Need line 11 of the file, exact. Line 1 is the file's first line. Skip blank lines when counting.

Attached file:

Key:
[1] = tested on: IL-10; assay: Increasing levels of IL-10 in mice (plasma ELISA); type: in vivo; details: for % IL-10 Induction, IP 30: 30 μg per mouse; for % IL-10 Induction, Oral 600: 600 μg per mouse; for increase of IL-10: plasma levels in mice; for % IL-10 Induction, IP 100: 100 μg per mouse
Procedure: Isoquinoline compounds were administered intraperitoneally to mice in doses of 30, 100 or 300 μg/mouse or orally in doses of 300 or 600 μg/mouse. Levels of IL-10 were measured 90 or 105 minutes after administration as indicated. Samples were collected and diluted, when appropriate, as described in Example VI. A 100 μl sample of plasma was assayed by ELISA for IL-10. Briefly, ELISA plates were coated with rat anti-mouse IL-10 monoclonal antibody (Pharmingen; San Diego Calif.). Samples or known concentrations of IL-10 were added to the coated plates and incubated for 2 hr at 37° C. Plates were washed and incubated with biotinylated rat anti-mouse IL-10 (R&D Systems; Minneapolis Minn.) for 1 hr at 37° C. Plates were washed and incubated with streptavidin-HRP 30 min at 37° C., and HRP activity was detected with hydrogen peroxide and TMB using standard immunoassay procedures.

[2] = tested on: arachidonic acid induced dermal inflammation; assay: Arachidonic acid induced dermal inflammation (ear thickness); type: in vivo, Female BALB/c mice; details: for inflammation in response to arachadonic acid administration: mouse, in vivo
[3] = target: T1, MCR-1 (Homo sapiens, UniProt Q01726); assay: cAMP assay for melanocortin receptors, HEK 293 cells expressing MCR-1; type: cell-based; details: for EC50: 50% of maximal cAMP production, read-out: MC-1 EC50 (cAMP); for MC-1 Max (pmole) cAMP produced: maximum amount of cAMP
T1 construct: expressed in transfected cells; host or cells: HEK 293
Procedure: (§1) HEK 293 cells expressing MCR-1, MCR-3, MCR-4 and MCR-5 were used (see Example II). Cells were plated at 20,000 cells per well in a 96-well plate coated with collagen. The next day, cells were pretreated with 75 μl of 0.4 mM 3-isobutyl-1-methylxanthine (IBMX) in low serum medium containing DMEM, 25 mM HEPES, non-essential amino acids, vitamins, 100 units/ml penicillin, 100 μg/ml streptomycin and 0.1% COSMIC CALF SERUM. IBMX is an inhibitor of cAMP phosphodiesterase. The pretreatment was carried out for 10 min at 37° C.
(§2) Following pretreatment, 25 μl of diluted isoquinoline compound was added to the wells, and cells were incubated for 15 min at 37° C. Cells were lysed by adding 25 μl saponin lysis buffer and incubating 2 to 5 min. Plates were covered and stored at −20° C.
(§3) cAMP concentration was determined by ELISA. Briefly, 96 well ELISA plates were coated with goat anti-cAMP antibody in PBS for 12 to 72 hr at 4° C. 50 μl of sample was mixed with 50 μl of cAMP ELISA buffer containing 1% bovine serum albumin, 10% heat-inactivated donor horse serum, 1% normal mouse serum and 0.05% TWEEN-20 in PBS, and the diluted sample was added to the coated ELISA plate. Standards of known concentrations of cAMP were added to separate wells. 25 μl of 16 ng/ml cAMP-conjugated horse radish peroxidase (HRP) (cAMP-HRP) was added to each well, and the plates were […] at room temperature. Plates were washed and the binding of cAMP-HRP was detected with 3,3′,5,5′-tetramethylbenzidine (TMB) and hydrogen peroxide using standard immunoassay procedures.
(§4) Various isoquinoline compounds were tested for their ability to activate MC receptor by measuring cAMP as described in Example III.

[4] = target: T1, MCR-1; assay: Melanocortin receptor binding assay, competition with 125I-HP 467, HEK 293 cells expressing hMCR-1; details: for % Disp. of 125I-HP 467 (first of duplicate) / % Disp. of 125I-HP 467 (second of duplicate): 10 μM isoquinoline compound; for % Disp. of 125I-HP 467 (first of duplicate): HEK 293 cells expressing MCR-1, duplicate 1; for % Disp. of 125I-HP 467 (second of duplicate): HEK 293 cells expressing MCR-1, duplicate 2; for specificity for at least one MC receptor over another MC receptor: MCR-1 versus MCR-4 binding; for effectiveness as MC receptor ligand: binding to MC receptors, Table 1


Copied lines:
[4] = target: T1, MCR-1; assay: Melanocortin receptor binding assay, competition with 125I-HP 467, HEK 293 cells expressing hMCR-1; details: for % Disp. of 125I-HP 467 (first of duplicate) / % Disp. of 125I-HP 467 (second of duplicate): 10 μM isoquinoline compound; for % Disp. of 125I-HP 467 (first of duplicate): HEK 293 cells expressing MCR-1, duplicate 1; for % Disp. of 125I-HP 467 (second of duplicate): HEK 293 cells expressing MCR-1, duplicate 2; for specificity for at least one MC receptor over another MC receptor: MCR-1 versus MCR-4 binding; for effectiveness as MC receptor ligand: binding to MC receptors, Table 1